Mr Mlegta said earlier Gaddafi was captured and wounded in both legs at dawn on Thursday as he tried to flee in a convoy which NATO warplanes attacked.

There was no independent confirmation of his remarks and NATO said it was still checking on the reports, which could take some time to confirm.

“We are checking and assessing the situation,” a NATO official said.

“Clearly these are very significant developments, which will take time to confirm. If it is true, then this is truly a historic day for the people of Libya.”

I’ll say it would be, if true. That sharp-dressing psychopath made the lives of most Libyans a nightmare for over 40 years and was responsible for the murder of Americans and other nationals in acts of terror. In the 70s he was a backer of the Irish Republican Army, as well as the Italian Red Brigades, the Basque ETA, and Peru’s Sendero Luminoso. While it became easy to laugh at his public buffoonery (and here’s the sad truth about his female bodyguards), let’s keep in mind that Muammar Qaddafi was a seriously evil, vile human being. If he has indeed met the fate of Saddam Hussein, Nicolae Ceaucescu, and Benito Mussolini, let no tears be shed for him.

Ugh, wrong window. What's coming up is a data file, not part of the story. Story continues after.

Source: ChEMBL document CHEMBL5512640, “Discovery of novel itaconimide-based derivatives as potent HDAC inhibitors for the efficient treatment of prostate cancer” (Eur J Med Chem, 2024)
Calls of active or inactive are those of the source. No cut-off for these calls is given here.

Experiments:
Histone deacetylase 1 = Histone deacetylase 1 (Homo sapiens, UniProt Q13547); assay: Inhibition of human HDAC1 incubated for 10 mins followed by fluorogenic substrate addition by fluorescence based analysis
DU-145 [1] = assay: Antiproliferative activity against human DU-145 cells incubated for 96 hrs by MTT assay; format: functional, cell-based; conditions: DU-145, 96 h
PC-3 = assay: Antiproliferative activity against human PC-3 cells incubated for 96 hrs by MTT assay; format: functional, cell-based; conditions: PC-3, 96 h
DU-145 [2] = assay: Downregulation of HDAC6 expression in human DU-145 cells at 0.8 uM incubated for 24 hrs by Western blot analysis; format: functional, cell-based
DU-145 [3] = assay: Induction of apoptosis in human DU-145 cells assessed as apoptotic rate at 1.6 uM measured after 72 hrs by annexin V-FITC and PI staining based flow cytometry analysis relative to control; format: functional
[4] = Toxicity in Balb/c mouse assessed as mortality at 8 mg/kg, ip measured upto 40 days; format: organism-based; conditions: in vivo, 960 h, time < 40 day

But what of Libya’s future? This morning I caught a few minutes of Fox and Friends and watched Gretchen Carlson interview a reporter from the New York Times (sorry, can’t find a video link) and almost laughed at the man’s naivete: the Libyans were fighting for “democracy” and the “rule of law,” and that they “want the same things we do.” It was the starry-eyed “they’re just like us” argument that’s almost inevitably lead to cries of “what went wrong” a few years later.

“Just like us?” Did this reporter know of the Libyan Jew who went home to rebuild a synagogue in his old neighborhood, only to be told to flee for his life? Or how the rebels would scrawl the Star of David over pictures of Qaddafi, implying he was a Jew and thus an enemy to the Muslims?

“Just like us,” only without the religious tolerance part.

Did the reporter recall that eastern Libya, the Benghazi area, where the rebels originated, was also a hotbed for Al Qaeda recruiting? Or that at least some influential rebel commanders and their soldiers have fought for Al Qaeda? I think the “rule of law” they’re fighting for may mean something a bit different to them then it does in a Western liberal democracy. (hint: Sharia)

“Just like us,” only without that equality under the law part.

I’m not saying all the Libyan rebels are Islamists nor that there are no liberals among them; they’re not and there are. Libya may yet become a recognizable constitutional democracy instead of another Islamic hellhole. Let’s hope so, for the world would be a better place. But no one can predict a revolution’s future, and I’m not nearly so sanguine and indeed positively chirpy about Libya’s as a “sophisticated” reporter from the nation’s fish-wrap of record.

They’re not “just like us.”

RELATED: Some great photos at The Atlantic on the fall of Sirte. (via Stephen F. Hayes)

(Crossposted at Sister Toldjah)